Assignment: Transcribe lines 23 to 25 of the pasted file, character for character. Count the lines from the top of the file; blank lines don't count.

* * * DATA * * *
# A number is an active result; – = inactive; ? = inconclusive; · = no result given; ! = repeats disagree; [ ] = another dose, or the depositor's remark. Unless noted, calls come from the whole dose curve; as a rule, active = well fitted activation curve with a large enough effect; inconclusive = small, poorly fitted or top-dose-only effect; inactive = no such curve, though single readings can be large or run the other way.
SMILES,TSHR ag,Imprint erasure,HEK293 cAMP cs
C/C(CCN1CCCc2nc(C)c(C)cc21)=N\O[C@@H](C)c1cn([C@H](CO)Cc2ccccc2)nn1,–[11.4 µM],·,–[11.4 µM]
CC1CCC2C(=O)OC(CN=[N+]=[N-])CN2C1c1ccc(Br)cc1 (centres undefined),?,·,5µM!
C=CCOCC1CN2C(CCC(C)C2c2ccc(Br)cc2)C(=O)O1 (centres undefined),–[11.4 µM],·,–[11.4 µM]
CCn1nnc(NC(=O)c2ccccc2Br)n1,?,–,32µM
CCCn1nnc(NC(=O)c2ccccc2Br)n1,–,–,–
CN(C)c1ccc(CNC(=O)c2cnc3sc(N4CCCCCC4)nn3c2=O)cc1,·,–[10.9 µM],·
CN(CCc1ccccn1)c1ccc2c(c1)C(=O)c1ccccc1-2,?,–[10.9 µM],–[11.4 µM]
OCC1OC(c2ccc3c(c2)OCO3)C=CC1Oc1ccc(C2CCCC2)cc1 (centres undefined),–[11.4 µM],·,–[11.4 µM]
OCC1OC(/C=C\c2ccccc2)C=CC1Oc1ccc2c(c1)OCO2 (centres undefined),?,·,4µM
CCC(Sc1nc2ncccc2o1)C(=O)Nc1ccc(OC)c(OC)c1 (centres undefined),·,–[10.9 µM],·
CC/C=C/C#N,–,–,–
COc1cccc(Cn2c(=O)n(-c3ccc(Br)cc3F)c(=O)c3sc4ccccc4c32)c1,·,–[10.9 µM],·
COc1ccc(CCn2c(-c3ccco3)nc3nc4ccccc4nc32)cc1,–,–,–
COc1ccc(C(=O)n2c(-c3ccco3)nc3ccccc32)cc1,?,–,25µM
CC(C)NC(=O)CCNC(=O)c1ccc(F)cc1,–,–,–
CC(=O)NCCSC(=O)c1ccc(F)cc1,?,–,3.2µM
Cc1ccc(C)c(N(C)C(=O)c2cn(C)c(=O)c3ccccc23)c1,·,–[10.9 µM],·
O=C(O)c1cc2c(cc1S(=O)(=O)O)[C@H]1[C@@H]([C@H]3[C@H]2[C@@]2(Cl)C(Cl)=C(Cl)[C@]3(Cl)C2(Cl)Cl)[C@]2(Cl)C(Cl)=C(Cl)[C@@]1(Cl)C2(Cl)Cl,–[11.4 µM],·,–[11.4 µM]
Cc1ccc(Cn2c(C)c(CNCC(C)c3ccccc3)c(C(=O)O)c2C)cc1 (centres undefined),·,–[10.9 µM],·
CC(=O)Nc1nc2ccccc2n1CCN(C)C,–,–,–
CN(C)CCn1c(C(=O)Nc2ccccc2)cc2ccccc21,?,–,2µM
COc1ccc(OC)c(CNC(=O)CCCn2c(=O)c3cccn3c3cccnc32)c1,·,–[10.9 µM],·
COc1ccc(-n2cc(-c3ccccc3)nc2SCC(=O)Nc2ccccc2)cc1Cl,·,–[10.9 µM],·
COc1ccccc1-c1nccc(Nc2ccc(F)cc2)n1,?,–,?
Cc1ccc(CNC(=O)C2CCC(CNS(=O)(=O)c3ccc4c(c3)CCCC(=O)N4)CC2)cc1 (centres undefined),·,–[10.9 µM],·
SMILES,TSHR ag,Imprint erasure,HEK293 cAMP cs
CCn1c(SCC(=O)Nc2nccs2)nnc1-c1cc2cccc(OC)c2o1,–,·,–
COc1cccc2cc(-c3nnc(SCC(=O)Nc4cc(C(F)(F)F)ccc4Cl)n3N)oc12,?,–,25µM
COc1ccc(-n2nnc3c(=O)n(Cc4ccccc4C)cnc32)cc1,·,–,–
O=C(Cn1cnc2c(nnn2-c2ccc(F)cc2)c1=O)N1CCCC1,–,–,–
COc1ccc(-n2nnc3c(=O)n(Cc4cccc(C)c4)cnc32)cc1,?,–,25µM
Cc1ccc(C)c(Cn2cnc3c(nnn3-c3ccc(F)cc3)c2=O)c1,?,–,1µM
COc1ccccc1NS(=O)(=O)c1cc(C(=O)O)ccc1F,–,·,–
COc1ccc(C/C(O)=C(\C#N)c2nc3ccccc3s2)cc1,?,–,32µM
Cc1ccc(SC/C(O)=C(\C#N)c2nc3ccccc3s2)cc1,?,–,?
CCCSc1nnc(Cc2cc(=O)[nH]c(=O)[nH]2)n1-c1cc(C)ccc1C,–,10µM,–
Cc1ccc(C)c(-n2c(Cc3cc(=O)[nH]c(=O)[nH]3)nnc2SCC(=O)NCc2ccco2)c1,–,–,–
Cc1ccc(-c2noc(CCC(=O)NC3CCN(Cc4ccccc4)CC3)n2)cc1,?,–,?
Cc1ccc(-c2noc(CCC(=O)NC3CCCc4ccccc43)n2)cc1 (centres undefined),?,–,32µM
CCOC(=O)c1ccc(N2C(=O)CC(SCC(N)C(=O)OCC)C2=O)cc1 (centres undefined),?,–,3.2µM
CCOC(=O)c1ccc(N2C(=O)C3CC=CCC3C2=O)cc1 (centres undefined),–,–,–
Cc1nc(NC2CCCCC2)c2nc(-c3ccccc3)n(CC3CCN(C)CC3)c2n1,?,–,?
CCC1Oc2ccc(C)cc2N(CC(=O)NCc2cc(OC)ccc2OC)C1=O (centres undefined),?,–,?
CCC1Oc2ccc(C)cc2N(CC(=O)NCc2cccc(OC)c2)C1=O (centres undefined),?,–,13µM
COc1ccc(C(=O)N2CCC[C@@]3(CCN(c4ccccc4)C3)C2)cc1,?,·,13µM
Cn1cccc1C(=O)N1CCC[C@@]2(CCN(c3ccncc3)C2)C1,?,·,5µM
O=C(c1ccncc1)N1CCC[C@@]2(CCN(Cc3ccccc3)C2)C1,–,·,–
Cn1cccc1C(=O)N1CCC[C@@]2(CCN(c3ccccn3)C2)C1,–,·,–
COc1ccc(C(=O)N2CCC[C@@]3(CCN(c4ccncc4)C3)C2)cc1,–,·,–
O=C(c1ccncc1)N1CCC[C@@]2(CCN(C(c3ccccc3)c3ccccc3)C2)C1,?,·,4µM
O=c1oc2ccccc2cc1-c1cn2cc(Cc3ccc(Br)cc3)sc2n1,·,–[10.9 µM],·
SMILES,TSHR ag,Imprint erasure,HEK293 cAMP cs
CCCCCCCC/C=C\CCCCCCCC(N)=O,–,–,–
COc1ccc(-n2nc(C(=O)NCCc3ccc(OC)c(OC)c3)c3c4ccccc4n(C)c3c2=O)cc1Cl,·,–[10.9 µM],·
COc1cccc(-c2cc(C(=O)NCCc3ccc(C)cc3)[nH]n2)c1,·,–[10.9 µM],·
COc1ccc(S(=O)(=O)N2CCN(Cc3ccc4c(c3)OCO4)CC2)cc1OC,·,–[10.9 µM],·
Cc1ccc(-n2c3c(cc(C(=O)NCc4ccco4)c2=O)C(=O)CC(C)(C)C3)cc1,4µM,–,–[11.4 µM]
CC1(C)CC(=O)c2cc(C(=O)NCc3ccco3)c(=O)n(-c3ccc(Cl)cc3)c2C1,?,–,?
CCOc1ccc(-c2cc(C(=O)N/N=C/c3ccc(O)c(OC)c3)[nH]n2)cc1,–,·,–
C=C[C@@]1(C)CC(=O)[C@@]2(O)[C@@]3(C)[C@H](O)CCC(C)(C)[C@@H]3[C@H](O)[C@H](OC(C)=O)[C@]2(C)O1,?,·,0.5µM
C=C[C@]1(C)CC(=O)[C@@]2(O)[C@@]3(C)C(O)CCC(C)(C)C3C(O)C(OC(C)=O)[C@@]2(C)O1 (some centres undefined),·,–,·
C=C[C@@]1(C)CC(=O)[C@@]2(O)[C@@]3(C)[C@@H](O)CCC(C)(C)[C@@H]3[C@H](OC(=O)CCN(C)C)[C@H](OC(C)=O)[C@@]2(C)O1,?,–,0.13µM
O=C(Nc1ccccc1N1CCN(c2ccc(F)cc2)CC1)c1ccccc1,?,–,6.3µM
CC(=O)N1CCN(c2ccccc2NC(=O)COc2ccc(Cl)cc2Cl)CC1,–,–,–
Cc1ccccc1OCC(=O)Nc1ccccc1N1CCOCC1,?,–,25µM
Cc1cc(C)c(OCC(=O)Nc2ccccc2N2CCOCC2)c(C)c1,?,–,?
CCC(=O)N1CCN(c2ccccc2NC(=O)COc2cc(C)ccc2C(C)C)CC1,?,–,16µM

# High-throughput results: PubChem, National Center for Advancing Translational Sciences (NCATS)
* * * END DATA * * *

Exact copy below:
CN(C)CCn1c(C(=O)Nc2ccccc2)cc2ccccc21,?,–,2µM
COc1ccc(OC)c(CNC(=O)CCCn2c(=O)c3cccn3c3cccnc32)c1,·,–[10.9 µM],·
COc1ccc(-n2cc(-c3ccccc3)nc2SCC(=O)Nc2ccccc2)cc1Cl,·,–[10.9 µM],·